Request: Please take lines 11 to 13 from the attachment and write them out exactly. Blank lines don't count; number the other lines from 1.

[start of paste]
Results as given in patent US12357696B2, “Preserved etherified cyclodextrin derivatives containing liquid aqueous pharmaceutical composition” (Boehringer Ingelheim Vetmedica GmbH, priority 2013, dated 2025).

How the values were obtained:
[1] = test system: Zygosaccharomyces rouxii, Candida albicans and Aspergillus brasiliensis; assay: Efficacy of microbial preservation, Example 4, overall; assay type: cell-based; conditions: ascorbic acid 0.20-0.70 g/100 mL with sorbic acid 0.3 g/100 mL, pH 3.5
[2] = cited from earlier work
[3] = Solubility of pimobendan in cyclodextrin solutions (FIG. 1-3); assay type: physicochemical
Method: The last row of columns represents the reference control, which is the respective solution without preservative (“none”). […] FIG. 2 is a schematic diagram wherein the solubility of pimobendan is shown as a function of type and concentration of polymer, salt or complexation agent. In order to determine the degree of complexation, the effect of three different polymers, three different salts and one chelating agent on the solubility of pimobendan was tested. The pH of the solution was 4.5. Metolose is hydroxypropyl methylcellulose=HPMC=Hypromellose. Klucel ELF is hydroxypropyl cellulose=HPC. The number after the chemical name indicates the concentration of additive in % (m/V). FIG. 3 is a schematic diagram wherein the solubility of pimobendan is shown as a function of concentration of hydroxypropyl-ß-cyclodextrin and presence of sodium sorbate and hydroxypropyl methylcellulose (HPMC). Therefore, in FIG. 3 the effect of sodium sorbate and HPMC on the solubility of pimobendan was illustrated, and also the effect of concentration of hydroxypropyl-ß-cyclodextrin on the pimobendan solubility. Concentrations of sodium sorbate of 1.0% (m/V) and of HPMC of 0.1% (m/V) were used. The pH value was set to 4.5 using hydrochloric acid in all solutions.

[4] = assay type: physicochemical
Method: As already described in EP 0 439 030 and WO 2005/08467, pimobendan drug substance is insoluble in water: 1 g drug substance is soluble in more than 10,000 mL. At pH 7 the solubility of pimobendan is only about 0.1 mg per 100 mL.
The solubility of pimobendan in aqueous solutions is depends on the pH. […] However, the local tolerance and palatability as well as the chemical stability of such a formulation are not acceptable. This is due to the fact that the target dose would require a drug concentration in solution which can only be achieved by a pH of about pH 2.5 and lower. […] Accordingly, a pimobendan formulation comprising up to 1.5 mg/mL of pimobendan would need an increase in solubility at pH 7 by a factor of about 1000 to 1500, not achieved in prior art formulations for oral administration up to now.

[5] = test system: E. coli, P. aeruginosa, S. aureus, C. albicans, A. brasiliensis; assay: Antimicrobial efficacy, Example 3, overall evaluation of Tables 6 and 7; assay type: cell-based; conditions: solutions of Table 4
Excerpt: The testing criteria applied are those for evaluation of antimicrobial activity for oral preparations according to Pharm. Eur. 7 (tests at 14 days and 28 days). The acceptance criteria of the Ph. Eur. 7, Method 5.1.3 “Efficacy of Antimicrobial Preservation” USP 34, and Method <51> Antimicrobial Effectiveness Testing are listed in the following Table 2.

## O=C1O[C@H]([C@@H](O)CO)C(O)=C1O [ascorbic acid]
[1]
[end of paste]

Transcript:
Excerpt: The testing criteria applied are those for evaluation of antimicrobial activity for oral preparations according to Pharm. Eur. 7 (tests at 14 days and 28 days). The acceptance criteria of the Ph. Eur. 7, Method 5.1.3 “Efficacy of Antimicrobial Preservation” USP 34, and Method <51> Antimicrobial Effectiveness Testing are listed in the following Table 2.

## O=C1O[C@H]([C@@H](O)CO)C(O)=C1O [ascorbic acid]
[1]